I know some viewers don't like the Big Daddy zombie and feel that he's too advanced, but I think he is a natural progression of how we've seen zombies behave and evolve over the previous three movies. He is a leap ahead of the others, but his existence still makes sense to me.

Special effects legend Tom Savini did some very famous work on Dawn and Day, but on this one he handed the FX reins over to his protégé Greg Nicotero, who got his start working on effects for Day. He did a great job here. When Romero was making Day, he had to make a choice: he could get a higher budget to shoot an R-rated version of his script, or he could rework the script to make a lower budgeted unrated movie. He took the lower budgeted unrated path. To get the budget for Land he had to agree to have an R-rated cut released in theatres, but he could still get an unrated cut released on home video. The age of DVDs made that compromise possible, and Nicotero got to work in some gross gore effects. Big Daddy and his companions make quite a mess sometimes. Nicotero has made a whole lot more zombies since this movie, as he and his team provide the effects for The Walking Dead. He's also an executive producer on that show and has directed some of the biggest episodes.

Land isn't completely lacking in the Savini department, as he shows up in a great cameo as a zombified version of Blades, his machete-wielding biker character from Dawn. The zombie Blades is still carrying around a machete, and he puts it to use.

This movie isn't as well regarded as the three it follows, much like Day was the black sheep of the franchise for a couple decades after it came out. Day has been gaining in popularity for a while now, which has been awesome to see happen, and maybe Land will gain in popularity eventually, too. It definitely seems to be worth revisiting in 2019, as it may be an even better reflection of the current times than it was of 2005.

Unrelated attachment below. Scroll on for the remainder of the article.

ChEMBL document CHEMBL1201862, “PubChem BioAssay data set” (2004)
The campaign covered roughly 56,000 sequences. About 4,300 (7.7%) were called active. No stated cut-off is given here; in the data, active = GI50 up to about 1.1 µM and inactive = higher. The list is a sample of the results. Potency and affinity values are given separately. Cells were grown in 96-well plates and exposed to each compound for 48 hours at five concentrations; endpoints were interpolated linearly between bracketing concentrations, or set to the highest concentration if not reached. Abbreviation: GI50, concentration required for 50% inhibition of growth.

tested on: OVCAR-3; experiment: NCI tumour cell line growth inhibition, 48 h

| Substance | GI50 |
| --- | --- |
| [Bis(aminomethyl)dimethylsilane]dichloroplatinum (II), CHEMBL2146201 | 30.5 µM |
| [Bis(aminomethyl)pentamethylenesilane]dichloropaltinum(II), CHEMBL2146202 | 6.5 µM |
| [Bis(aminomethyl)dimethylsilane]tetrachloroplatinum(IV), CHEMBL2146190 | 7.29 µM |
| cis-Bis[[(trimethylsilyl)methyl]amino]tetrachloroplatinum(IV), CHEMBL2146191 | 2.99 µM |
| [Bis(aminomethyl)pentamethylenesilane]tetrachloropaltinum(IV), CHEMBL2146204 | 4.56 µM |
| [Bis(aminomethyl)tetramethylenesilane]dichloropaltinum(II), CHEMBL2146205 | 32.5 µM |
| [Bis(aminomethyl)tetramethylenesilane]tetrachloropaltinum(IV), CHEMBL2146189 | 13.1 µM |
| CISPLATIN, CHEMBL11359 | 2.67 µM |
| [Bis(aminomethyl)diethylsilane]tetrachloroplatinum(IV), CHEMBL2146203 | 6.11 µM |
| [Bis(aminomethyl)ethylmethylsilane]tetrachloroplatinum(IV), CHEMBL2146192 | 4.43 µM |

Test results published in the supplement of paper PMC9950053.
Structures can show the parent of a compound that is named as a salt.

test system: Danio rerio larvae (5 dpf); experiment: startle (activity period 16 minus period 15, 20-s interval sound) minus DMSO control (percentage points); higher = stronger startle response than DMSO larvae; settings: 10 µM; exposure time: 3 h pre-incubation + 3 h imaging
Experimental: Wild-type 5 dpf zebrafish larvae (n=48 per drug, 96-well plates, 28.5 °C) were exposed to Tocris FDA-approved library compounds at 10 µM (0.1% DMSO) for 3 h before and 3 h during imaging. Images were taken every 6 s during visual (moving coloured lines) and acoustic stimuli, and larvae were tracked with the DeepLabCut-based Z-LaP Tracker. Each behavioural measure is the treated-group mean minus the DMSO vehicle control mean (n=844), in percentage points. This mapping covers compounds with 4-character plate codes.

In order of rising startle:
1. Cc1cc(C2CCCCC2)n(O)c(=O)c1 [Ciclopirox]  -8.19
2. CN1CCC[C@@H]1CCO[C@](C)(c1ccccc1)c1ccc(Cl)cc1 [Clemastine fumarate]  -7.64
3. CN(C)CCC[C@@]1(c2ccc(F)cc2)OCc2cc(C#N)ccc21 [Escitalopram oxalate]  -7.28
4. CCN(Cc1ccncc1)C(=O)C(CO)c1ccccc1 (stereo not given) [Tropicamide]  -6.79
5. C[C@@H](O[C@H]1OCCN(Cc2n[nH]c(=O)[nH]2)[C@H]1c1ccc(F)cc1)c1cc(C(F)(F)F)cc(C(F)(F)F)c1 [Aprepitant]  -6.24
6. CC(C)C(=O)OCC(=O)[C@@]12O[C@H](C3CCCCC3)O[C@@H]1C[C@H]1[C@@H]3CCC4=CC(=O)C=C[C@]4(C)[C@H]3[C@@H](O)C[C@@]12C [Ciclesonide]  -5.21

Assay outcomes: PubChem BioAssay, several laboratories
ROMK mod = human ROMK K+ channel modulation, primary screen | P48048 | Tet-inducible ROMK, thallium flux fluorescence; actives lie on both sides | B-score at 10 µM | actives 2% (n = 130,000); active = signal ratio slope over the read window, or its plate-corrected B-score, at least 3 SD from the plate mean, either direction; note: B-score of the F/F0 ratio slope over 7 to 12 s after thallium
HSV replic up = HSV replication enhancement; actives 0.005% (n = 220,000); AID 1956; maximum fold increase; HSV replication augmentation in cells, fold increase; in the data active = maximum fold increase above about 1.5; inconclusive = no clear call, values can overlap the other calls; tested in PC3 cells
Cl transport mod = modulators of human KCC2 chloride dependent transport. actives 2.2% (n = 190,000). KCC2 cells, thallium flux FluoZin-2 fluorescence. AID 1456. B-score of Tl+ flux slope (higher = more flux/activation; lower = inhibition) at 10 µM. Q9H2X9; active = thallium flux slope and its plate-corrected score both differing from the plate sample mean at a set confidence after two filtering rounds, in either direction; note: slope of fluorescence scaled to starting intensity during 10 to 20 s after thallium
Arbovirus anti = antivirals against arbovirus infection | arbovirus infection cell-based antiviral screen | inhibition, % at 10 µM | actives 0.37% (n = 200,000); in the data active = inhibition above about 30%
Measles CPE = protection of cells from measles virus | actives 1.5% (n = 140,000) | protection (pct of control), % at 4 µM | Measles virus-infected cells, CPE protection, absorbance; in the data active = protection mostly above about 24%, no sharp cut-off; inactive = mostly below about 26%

I think that viewing with my friend was the third time seeing Land on the big screen. My second viewing wasn't notable, but the first viewing was one I'll always remember. There was a special premiere screening in Pittsburgh, and I was (along with my mom) able to attend that premiere. There was over a thousand people in that theatre, including Romero, Savini, Nicotero, and a few well-known filmmakers: Quentin Tarantino, Robert Rodriguez, and Edgar Wright. My seat was not far off from the row Tarantino, Rodriguez, and Wright were in, I was just a couple rows back and over to the right. It was an incredible day, being able to see the Romero movie fans had been waiting so long for in a setting like that.

Despite that special first viewing, I don't hold Land up as highly as Night, Dawn, and Day myself, but that's not being negative toward it. Night, Dawn, and Day are three of my all-time favorite movies, so most things I watch don't even come close to ranking that high for me. I don't think Land is bad at all; not as great as what came before, but an entertaining trip back into the zombie apocalypse. It has characters who are fun to spend time with, a good cast (Phil Fondacaro even shows up for a scene!), and tells a story that is purely Romero.